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Still A Brilliant Idea

February 7, 2015

An apology and correction


Cynthia Dwork, Frank McSherry, Kobbi Nissim, and Adam Smith are the inventors of differential privacy, as formulated in their 2006 paper “Calibrating Noise to Sensitivity in Private Data Analysis,” in the proceedings of the 2006 Theory of Cryptography Conference.

Today Ken and I want to talk about differential privacy again.

Our last discussion was on differential privacy (DP). We stand by our statements that it is a brilliant idea, has direct societal relevance, and is important in theory because it now is being used to prove theorems that do not seem to directly be about privacy. But we messed up in giving the main credit for the framing of the idea to Dwork. For this we apologize.

History Of DP

The paper by Dwork that we featured was an invited presentation to ICALP 2006 that opens the proceedings volume. We referenced its acknowledgments but did not bring the names to top level. In addition to McSherry, Nissim, and Smith, her paper names Moni Naor as joint author of the proof of impossibility of semantic security in that context.

We have since been apprised by them and others of the longer history of both the concept and its fulfillment by the mechanism of careful perturbations of database query responses. Among several precursors cited in their work are two PODS 2003 papers, one by Nissim with Irit Dinur titled “Revealing Information While Preserving Privacy” and the other by Alexandre Evfimievski, Johannes Gehrke, and Ramakrishnan Srikant titled “Limiting Privacy Breaches in Privacy Preserving Data Mining,” a 2000 SIGMOD paper “Privacy Preserving Data Mining” by Srikant with Rakesh Agrawal, and then a Crypto 2004 paper by Dwork and Nissim and a 2005 SIGMOD paper on “Practical Privacy: The SuLQ Framework” adding McSherry and Avrim Blum.

There are now many followup papers and surveys on DP. Three followup papers are “Mechanism Design via Differential Privacy” by McSherry with Kunal Talwar (FOCS 2007 version), “Smooth Sensitivity and Sampling in Private Data Analysis” by Nissim and Smith with Sofya Raskhodnikova (STOC 2007 version), and “What Can We Learn Privately?” by N-R-S plus Shiva Prasad Kasiviswanathan and Homin Lee (FOCS 2008; 2013 version). We also note a paper by Jaewoo Lee and Chris Clifton in the 2011 Information Security conference titled “How Much is Enough?: Choosing {\epsilon} for Differential Privacy,” which speaks to us the technical delicacy of the mechanism; Lee and Clifton have gone on to vary the concepts. Of course there is also the new book by Dwork and Aaron Roth. If you are interested in the full history of DP and the progress from its roots to its current applications, we suggest to see these sources.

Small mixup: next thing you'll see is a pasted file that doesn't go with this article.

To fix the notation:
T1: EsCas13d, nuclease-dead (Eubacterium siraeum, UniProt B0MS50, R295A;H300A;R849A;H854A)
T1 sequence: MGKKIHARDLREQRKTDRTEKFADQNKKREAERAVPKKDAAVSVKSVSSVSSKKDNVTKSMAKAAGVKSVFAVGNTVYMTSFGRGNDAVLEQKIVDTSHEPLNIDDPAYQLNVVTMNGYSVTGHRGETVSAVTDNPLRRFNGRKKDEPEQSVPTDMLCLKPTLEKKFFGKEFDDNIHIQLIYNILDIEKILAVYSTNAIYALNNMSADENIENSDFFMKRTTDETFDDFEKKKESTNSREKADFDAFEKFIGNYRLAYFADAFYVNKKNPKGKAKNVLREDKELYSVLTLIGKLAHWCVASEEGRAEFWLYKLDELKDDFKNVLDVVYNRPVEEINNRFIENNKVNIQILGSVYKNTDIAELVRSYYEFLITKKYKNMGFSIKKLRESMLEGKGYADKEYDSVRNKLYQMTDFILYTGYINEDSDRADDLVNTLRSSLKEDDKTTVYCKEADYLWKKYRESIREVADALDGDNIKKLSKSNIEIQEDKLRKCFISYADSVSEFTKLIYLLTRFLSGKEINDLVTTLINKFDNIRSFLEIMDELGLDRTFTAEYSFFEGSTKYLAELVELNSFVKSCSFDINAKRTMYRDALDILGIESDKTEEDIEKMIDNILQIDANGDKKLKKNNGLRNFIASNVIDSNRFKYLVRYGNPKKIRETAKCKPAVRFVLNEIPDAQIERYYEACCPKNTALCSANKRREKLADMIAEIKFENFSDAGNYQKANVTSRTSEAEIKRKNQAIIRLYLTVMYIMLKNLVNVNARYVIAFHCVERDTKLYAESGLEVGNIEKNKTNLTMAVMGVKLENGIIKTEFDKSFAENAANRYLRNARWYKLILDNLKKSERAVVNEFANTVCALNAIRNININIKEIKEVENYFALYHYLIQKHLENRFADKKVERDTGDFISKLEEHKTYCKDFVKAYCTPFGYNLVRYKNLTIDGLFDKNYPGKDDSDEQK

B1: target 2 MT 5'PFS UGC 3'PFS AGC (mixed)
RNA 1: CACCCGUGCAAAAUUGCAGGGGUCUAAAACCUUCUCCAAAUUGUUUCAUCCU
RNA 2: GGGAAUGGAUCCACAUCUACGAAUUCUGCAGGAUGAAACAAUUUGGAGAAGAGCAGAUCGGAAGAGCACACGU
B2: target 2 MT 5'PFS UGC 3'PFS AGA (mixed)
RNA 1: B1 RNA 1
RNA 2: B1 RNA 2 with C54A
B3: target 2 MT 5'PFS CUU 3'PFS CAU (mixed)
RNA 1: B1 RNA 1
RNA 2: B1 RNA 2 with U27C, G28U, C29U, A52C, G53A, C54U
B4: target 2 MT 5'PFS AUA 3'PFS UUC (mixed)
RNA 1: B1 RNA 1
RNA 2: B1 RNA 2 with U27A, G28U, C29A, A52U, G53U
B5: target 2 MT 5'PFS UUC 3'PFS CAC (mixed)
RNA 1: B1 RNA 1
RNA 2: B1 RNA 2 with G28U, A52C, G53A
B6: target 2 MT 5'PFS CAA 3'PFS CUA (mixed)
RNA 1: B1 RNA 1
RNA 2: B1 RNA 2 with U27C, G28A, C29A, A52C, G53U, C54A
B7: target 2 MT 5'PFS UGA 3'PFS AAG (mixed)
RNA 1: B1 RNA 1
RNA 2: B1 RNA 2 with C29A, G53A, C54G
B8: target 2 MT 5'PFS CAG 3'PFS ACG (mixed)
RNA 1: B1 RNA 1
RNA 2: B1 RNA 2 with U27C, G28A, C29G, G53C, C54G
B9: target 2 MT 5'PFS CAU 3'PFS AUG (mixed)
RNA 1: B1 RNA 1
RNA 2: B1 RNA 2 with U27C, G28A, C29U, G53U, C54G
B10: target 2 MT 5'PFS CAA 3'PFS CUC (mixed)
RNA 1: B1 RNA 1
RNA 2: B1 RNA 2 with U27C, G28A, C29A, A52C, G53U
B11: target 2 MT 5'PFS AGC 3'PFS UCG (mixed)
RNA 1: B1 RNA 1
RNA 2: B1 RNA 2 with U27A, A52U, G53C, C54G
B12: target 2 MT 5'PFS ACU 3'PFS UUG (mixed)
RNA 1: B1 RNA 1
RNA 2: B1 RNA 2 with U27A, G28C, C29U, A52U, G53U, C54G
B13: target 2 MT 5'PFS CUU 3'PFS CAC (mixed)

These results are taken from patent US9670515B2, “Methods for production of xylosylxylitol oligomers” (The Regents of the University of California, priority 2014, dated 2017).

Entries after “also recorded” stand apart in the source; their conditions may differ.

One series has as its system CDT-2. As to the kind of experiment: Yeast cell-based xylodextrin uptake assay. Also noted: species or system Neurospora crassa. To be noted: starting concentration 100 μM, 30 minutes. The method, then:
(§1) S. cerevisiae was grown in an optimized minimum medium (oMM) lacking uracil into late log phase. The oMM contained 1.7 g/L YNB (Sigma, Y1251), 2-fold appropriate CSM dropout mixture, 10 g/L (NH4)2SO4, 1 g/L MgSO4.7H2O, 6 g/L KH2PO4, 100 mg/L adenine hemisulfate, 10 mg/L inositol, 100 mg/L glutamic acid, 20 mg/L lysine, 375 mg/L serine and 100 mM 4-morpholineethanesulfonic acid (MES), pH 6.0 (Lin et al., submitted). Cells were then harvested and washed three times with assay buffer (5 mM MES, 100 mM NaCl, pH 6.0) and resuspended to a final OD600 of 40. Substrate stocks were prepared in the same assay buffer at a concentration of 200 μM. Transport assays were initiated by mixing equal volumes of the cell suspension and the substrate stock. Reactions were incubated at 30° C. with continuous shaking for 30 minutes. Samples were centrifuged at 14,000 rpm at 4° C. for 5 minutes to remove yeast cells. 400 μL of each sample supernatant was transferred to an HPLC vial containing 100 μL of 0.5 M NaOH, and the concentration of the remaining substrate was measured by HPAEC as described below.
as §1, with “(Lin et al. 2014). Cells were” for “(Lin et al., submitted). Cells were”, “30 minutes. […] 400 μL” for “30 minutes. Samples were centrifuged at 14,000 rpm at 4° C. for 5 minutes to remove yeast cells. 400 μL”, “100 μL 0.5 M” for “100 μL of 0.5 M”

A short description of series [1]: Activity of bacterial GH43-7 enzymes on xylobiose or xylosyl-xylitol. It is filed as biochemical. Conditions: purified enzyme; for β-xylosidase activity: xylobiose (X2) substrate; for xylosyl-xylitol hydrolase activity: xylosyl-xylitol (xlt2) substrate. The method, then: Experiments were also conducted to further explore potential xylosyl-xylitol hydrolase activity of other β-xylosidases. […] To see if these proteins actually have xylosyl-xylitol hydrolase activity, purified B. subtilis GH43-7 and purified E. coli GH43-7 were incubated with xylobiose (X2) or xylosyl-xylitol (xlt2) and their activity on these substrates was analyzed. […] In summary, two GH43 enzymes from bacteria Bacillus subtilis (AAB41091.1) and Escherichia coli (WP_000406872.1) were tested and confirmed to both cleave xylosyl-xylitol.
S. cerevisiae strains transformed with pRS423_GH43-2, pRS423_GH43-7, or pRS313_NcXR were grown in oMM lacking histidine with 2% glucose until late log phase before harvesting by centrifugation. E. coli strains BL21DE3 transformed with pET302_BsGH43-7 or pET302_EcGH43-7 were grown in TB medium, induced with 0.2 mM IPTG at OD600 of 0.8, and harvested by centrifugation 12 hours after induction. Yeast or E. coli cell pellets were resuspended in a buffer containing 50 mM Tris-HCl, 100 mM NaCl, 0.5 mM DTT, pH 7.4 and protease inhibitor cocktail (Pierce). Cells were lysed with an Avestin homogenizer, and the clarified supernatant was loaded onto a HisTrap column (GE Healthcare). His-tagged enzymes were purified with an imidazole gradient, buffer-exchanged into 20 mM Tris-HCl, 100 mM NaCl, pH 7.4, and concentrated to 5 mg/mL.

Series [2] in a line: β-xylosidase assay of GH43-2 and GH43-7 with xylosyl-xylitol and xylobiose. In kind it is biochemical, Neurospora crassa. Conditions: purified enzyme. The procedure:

Open Problems

We apologize again. We retract any statement that suggested an inaccurate history of the invention of DP. We do not retract our opinions regarding its importance.

[referenced a second PODS 2003 paper]

7 Comments leave one →
  1. February 7, 2015 7:37 pm

    another item, it seems like differential privacy as a research program was dealt something of a blow by the MS Silicon Valley lab closing (also some details/ compiled reaction here), where it was apparently one of the primary topics of study at the lab, others have pointed this out & commented some. 😦
    MS had said not much about why that particular lab was closed but it does make one wonder. of course differential privacy research is likely to live on elsewhere. it seems to mesh closely with big data & also maybe has tieins with the new field of holomorphic computing (also with natural connnections to big data). not sure if anyone has pointed that out yet but there seem to be basic parallels.

    • Mohammad Alaggan permalink
      February 12, 2015 10:22 pm

      @vznvzn Doesn’t seem easy to find something about holomorphic computing. It would be most kind of you to provide me with a place to start looking. Thanks!

  2. March 9, 2015 11:26 pm

    Reblogged this on Pathological Handwaving.


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